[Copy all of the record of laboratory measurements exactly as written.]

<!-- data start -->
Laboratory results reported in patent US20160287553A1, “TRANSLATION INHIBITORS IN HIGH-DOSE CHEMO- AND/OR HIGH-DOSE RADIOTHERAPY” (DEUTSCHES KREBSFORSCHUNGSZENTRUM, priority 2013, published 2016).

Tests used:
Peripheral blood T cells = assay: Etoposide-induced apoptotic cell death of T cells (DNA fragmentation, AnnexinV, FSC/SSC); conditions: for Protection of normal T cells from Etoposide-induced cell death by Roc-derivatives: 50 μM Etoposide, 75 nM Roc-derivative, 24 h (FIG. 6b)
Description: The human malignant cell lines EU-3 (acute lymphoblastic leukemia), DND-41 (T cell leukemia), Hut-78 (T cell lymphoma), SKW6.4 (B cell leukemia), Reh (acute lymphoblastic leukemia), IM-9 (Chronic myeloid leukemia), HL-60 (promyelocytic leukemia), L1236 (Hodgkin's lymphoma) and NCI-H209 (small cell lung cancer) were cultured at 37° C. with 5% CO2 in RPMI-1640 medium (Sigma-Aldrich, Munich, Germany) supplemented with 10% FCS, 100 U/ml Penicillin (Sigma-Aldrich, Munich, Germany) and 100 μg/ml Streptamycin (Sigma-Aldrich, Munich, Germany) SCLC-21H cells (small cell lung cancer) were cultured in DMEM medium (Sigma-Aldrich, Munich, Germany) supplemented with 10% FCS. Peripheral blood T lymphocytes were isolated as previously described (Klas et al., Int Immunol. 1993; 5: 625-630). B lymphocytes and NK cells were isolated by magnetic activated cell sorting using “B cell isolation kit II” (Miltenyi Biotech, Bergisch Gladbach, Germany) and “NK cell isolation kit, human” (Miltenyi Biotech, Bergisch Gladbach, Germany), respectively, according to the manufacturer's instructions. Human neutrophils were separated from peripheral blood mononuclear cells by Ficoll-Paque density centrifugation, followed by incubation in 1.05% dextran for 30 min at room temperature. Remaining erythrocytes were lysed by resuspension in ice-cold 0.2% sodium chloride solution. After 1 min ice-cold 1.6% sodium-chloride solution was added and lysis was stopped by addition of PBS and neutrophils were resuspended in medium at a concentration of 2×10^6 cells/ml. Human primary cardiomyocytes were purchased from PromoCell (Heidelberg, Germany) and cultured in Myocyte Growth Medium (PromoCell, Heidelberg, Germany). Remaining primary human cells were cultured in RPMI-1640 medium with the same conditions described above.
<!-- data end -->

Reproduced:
Laboratory results reported in patent US20160287553A1, “TRANSLATION INHIBITORS IN HIGH-DOSE CHEMO- AND/OR HIGH-DOSE RADIOTHERAPY” (DEUTSCHES KREBSFORSCHUNGSZENTRUM, priority 2013, published 2016).

Tests used:
Peripheral blood T cells = assay: Etoposide-induced apoptotic cell death of T cells (DNA fragmentation, AnnexinV, FSC/SSC); conditions: for Protection of normal T cells from Etoposide-induced cell death by Roc-derivatives: 50 μM Etoposide, 75 nM Roc-derivative, 24 h (FIG. 6b)
Description: The human malignant cell lines EU-3 (acute lymphoblastic leukemia), DND-41 (T cell leukemia), Hut-78 (T cell lymphoma), SKW6.4 (B cell leukemia), Reh (acute lymphoblastic leukemia), IM-9 (Chronic myeloid leukemia), HL-60 (promyelocytic leukemia), L1236 (Hodgkin's lymphoma) and NCI-H209 (small cell lung cancer) were cultured at 37° C. with 5% CO2 in RPMI-1640 medium (Sigma-Aldrich, Munich, Germany) supplemented with 10% FCS, 100 U/ml Penicillin (Sigma-Aldrich, Munich, Germany) and 100 μg/ml Streptamycin (Sigma-Aldrich, Munich, Germany) SCLC-21H cells (small cell lung cancer) were cultured in DMEM medium (Sigma-Aldrich, Munich, Germany) supplemented with 10% FCS. Peripheral blood T lymphocytes were isolated as previously described (Klas et al., Int Immunol. 1993; 5: 625-630). B lymphocytes and NK cells were isolated by magnetic activated cell sorting using “B cell isolation kit II” (Miltenyi Biotech, Bergisch Gladbach, Germany) and “NK cell isolation kit, human” (Miltenyi Biotech, Bergisch Gladbach, Germany), respectively, according to the manufacturer's instructions. Human neutrophils were separated from peripheral blood mononuclear cells by Ficoll-Paque density centrifugation, followed by incubation in 1.05% dextran for 30 min at room temperature. Remaining erythrocytes were lysed by resuspension in ice-cold 0.2% sodium chloride solution. After 1 min ice-cold 1.6% sodium-chloride solution was added and lysis was stopped by addition of PBS and neutrophils were resuspended in medium at a concentration of 2×10^6 cells/ml. Human primary cardiomyocytes were purchased from PromoCell (Heidelberg, Germany) and cultured in Myocyte Growth Medium (PromoCell, Heidelberg, Germany). Remaining primary human cells were cultured in RPMI-1640 medium with the same conditions described above.